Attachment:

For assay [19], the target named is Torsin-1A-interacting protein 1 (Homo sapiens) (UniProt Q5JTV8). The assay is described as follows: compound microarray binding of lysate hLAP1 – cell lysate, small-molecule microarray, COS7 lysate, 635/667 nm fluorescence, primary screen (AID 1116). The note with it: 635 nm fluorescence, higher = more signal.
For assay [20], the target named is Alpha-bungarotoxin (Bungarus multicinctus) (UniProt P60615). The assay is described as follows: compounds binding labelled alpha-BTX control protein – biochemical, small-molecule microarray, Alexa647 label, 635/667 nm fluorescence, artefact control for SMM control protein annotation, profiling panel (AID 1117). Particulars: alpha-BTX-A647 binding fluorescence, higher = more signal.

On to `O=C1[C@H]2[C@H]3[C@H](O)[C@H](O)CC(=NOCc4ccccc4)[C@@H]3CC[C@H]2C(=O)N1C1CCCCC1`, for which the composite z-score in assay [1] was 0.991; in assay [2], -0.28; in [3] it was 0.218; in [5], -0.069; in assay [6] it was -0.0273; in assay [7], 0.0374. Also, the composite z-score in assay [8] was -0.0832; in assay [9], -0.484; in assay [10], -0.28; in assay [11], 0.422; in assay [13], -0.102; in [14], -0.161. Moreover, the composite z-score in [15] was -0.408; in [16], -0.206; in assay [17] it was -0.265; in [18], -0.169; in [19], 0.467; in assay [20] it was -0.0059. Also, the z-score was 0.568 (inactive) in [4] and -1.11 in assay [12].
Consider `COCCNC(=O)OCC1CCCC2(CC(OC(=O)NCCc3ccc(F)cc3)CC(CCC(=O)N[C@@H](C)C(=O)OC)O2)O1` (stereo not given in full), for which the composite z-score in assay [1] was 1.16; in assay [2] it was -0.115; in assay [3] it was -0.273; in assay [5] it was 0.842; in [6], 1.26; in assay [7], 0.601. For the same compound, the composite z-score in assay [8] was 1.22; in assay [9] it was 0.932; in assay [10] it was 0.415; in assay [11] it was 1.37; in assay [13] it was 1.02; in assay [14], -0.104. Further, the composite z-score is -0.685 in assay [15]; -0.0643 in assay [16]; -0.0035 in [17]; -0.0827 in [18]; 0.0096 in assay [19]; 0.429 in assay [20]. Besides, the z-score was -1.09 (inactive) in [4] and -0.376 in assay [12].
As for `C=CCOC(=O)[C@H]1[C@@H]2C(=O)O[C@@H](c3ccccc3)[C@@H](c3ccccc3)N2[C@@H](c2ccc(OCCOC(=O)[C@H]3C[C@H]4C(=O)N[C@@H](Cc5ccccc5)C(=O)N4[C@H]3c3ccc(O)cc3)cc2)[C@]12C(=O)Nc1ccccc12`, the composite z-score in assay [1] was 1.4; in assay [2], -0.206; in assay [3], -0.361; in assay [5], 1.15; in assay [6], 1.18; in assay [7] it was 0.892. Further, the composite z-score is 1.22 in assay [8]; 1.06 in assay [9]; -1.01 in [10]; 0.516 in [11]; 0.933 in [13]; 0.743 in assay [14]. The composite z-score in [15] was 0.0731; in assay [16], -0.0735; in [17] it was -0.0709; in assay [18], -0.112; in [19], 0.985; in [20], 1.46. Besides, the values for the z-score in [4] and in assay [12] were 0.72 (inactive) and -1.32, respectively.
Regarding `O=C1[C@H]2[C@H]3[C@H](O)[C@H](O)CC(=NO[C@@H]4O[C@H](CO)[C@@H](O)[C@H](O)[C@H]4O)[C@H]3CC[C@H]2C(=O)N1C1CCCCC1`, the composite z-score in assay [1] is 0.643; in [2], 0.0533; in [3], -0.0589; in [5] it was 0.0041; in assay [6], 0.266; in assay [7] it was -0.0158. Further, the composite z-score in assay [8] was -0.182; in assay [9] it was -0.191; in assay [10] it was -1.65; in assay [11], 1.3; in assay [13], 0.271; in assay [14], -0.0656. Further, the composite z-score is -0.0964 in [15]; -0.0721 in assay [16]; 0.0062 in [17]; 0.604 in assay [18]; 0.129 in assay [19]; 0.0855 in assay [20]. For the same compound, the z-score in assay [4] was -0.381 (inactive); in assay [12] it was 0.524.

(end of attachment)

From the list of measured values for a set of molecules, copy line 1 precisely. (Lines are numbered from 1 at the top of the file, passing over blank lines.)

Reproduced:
For assay [19], the target named is Torsin-1A-interacting protein 1 (Homo sapiens) (UniProt Q5JTV8). The assay is described as follows: compound microarray binding of lysate hLAP1 – cell lysate, small-molecule microarray, COS7 lysate, 635/667 nm fluorescence, primary screen (AID 1116). The note with it: 635 nm fluorescence, higher = more signal.